India's power sector is heavily
dependant upon domestic coal. Inspite of capacity additions through other
routes such as gas, nuclear, hydro, wind etc., primacy of coal continues.
Though in terms of installed capacity, coal based projects constitute about 50%,
in terms of power generation it is more than 60%. In the near future of say, 10
to 15 years, the situation is not likely to change significantly. Even as per
the Integrated Energy Policy, which has captured the period till the year 2032,
since the need for capacity additions is massive, coal based power generation
may still be on the higher side of 50%.
Electricity Act 2003 was
legislated to transform the power sector to free it from the chronic problem of
shortages to provide reliable, quality and affordable power to consumers. This
would not have been possible unless radical changes were made in the structure
of the industry and the institutional framework was overhauled which would
facilitate deliverables through both private and public sector involvement.
Post Electricity Act 2003, though the pace of change is somewhat slow, may be
partly because of transition period teething issues, private sector involvement
is on the increase. From less than 10% of installed capacity five years ago, it
is 15% now. And, if we focus on the projects under construction, almost 28,000
MW out of 70,000 MW are from the private sector group. In the future, with
Commissioning of Ultra Mega Projects undertaken at the Central level, and
similar projects, but with lower sizes, initiated at the State level, the
profile of Indian power sector in terms of installed capacity is bound to
present altogether a different picture in which private sector would appear
playing a very major role.
The momentum created in the
power sector, with a reasonably high degree of committed interests, will
require, for its sustained continuance, positive inputs from the accompanying
sectors. Coal and gas together would constitute the most important input to
fuel power sector growth. It has been recognised now that while in the power
sector major changes have started happening, including radical structural
changes, coal sector is not only stagnant, but is virtually untouched by any
such transformational reforms and changes. This is proving to be a major
disconnect hindering smooth movement and growth expected to be brought about by
reforms and changes in the power sector. It may be recalled that Coal Mines
Denationalisation Bill was introduced in the Parliament earlier than the
Electricity Bill. Finally, we have an Electricity Act passed in 2003, but even
after eight years of the introduction of the Bill we have not been able to have
the new Coal Act. This is creating the disconnect mentioned above. It is
essential that the main input which has to fuel the power sector growth i.e.
coal must have compatible reform, if power sector has to move forward.
For an optimum and effective
growth of energy sector, which is the most essential contributor to overall
economic growth, each segment of energy viz. electricity, coal, petroleum and
nuclear has to move forward. For this to happen, it is essential that the pace
of their movement, legally and institutionally, have to be aligned to each other
because, any misalignment among them may not deliver the desired outcome. After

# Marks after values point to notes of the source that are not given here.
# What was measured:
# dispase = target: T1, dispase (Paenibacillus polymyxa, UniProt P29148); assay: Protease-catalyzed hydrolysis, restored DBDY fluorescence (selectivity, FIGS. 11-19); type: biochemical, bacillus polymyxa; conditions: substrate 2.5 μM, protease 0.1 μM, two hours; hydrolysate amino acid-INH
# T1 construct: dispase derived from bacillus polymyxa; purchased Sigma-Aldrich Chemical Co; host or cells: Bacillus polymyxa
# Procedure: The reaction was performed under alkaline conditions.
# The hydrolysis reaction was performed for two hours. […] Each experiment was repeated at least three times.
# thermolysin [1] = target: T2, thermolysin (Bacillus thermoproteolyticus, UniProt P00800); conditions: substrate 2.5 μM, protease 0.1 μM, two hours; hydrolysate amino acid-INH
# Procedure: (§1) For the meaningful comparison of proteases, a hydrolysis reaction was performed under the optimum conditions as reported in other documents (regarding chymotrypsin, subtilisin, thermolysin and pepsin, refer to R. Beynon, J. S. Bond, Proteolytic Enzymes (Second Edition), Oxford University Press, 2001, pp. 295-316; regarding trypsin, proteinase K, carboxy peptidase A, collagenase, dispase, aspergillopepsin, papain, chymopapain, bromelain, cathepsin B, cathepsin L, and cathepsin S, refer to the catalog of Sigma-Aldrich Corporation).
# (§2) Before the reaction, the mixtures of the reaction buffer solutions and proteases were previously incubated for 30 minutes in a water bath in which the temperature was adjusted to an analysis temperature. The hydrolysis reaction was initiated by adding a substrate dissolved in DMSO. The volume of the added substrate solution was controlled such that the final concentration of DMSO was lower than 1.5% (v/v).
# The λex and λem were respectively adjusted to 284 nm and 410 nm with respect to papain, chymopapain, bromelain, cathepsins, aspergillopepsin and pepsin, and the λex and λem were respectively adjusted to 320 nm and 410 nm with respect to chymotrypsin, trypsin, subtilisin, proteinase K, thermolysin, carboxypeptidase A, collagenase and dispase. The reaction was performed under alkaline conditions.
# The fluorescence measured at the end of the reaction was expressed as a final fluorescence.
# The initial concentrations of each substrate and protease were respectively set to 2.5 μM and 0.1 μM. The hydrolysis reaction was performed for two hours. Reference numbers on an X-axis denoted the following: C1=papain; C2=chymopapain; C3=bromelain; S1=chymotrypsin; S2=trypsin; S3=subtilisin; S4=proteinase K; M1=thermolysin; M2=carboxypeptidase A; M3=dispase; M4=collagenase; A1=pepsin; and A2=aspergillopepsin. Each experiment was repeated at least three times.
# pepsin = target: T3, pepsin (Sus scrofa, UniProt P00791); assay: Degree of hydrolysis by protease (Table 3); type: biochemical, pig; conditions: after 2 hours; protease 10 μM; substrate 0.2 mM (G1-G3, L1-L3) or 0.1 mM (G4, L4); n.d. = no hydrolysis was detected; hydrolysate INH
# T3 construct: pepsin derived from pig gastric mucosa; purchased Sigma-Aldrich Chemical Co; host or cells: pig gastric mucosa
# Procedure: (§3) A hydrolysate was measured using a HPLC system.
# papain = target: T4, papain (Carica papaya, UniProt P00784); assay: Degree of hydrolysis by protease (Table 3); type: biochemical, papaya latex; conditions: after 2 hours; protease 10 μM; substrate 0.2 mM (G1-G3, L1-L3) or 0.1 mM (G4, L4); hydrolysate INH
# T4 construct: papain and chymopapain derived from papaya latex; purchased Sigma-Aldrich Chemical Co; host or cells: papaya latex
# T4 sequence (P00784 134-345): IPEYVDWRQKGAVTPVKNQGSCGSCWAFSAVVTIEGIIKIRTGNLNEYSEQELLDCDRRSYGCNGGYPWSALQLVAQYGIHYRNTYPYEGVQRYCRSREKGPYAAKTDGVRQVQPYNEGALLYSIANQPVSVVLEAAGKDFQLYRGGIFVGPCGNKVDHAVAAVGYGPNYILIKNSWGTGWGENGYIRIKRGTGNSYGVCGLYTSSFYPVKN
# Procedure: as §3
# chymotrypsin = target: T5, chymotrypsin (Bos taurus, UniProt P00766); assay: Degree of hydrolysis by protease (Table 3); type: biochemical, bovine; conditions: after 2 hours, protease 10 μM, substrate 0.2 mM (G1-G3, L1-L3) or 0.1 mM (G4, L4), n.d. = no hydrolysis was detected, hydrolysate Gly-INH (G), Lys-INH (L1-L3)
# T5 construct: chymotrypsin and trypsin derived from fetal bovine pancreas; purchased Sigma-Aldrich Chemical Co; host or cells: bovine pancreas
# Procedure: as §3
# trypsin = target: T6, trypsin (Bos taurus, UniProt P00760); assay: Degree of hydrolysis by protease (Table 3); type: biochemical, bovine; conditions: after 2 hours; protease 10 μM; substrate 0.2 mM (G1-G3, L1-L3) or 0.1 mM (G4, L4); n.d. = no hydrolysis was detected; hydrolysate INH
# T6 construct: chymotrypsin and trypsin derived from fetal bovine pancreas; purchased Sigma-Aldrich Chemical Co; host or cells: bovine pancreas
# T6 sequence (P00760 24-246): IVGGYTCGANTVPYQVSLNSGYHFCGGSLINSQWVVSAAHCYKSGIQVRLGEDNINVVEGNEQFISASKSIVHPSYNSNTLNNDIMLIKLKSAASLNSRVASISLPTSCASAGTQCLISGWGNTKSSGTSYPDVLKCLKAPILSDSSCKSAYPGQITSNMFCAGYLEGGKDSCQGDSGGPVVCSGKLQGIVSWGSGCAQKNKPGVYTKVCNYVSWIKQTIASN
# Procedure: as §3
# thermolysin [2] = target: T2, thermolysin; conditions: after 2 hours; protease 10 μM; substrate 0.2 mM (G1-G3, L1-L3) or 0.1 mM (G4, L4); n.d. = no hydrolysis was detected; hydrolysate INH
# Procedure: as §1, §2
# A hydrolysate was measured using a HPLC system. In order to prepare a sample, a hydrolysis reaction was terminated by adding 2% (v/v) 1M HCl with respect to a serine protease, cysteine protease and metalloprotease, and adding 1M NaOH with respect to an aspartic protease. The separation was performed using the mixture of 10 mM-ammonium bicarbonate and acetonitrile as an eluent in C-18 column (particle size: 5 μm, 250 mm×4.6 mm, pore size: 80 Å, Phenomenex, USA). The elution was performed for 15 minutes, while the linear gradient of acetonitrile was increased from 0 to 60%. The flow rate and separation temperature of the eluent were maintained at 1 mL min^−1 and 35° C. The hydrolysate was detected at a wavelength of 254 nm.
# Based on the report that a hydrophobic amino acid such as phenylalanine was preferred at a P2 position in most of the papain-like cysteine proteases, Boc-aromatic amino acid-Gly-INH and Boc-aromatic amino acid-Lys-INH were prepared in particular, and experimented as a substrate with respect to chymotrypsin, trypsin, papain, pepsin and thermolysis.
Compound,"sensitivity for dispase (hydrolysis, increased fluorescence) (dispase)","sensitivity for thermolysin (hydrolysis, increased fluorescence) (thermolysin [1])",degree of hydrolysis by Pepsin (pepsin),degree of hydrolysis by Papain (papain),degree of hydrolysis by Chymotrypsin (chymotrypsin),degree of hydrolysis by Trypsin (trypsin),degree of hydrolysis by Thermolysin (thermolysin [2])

the Electricity Act 2003 followed by National Electricity Policy 2005, we did
experience that private sector investments in power, caused by overwhelming
response of developers, may not fructify into development of new capacities,
unless the coal sector provided the requisite support which was not possible
under the existing dispensation. The new UPA Government set up an Energy
Coordination Committee under the Chairmanship of Prime Minister himself with the
objective that required coordination among the various Energy Groups is
achieved. In this Committee it emerged that considering the dynamics of
political alignments, it was unlikely that the new Coal Act would be a reality
atleast in the near future. From the Power Ministry, it was brought out that
opening up of the coal sector was a must and for that the new Coal Act was
essential. However, if that was not practical, atleast the captive coal mining
policy and procedures should be streamlined and be made developer friendly in
order to achieve the desired results in the power sector, even though this might
be only the second best solution. Accordingly captive coal mining was agreed to
be taken up on a much bigger scale and with a streamlined procedure. Four years
down the line since then, a stock taking of the implementation of this decision
reveals that there are a number of issues and constraints which need to be
addressed in order to get the best out of the new policy.
IDFC and Infraline Energy
organised a Round Table on "Captive Coal Mining : Way Forward" on 1st
April, 2009. I had the occasion to coordinate and moderate the discussions, and
we had two comprehensive Presentations from the Managing Director of AES and
Vice-President of GE Capital. In my opening remarks, I brought out the
The Policy of
captive coal mining is only a sub-optimal solution for a desired acceleration in
power development programme. In view of the compulsions of political
considerations, mainly on account of the position of the Left Group, the new
Coal Act (Coal Mines Denationalisation Bill) could not become a reality.
It has been the
intention of the Government that the provisions relating to captive mining
should be implemented in a liberalised manner and that the procedure should be
streamlined so that the speed of captive coal mines development is accelerated.
However, the experience of last four years indicates that there are a number of
problem areas which need to be resolved.
NTPC was one of
the first few which had been given a large coal block in the State of Jharkhand
near Ranchi. Even this organisation has been unable to make the required
progress, though almost four years have passed. In the initial stage they had
problems relating to getting comprehensive and authentic geological data from
CMPDI and subsequently got into long and protracted process in respect of land
acquisition. These two issues - (a) Geological reports and data from CMPDI, and
(b) Land acquisition, which requires direct intervention of Ministry of Coal,
have posed to be common problems in most cases of captive coal blocks.
Forest clearance are issues which are experienced in almost all cases of project
development and not necessarily in case of coal mines. However, it is a fact
that most of the coal mines involve huge forest land and therefore the process
of forest clearance inevitably gets delayed considerably.
There is a
perception, which has got generated in last couple of years among the captive
coal allottees, that since Coal India was reluctant to part with a number of
coal blocks which have now been de-linked from them and have been earmarked for